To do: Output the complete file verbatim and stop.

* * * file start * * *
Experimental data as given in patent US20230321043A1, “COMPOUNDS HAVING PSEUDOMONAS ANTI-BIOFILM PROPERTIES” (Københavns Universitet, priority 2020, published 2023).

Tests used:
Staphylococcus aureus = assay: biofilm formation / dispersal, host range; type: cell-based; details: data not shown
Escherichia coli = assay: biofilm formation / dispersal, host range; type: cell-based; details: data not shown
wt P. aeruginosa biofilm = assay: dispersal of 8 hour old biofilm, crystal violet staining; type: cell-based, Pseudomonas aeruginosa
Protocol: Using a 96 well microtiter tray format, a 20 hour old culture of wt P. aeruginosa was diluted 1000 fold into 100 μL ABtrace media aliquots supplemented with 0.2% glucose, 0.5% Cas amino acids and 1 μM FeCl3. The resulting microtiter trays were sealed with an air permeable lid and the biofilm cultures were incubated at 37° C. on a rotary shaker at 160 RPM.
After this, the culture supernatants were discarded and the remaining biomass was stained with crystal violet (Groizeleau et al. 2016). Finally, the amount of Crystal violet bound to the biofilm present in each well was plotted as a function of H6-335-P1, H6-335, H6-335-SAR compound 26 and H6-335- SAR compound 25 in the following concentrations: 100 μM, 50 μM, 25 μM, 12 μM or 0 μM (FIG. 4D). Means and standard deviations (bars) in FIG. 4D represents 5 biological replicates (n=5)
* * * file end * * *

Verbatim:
Experimental data as given in patent US20230321043A1, “COMPOUNDS HAVING PSEUDOMONAS ANTI-BIOFILM PROPERTIES” (Københavns Universitet, priority 2020, published 2023).

Tests used:
Staphylococcus aureus = assay: biofilm formation / dispersal, host range; type: cell-based; details: data not shown
Escherichia coli = assay: biofilm formation / dispersal, host range; type: cell-based; details: data not shown
wt P. aeruginosa biofilm = assay: dispersal of 8 hour old biofilm, crystal violet staining; type: cell-based, Pseudomonas aeruginosa
Protocol: Using a 96 well microtiter tray format, a 20 hour old culture of wt P. aeruginosa was diluted 1000 fold into 100 μL ABtrace media aliquots supplemented with 0.2% glucose, 0.5% Cas amino acids and 1 μM FeCl3. The resulting microtiter trays were sealed with an air permeable lid and the biofilm cultures were incubated at 37° C. on a rotary shaker at 160 RPM.
After this, the culture supernatants were discarded and the remaining biomass was stained with crystal violet (Groizeleau et al. 2016). Finally, the amount of Crystal violet bound to the biofilm present in each well was plotted as a function of H6-335-P1, H6-335, H6-335-SAR compound 26 and H6-335- SAR compound 25 in the following concentrations: 100 μM, 50 μM, 25 μM, 12 μM or 0 μM (FIG. 4D). Means and standard deviations (bars) in FIG. 4D represents 5 biological replicates (n=5)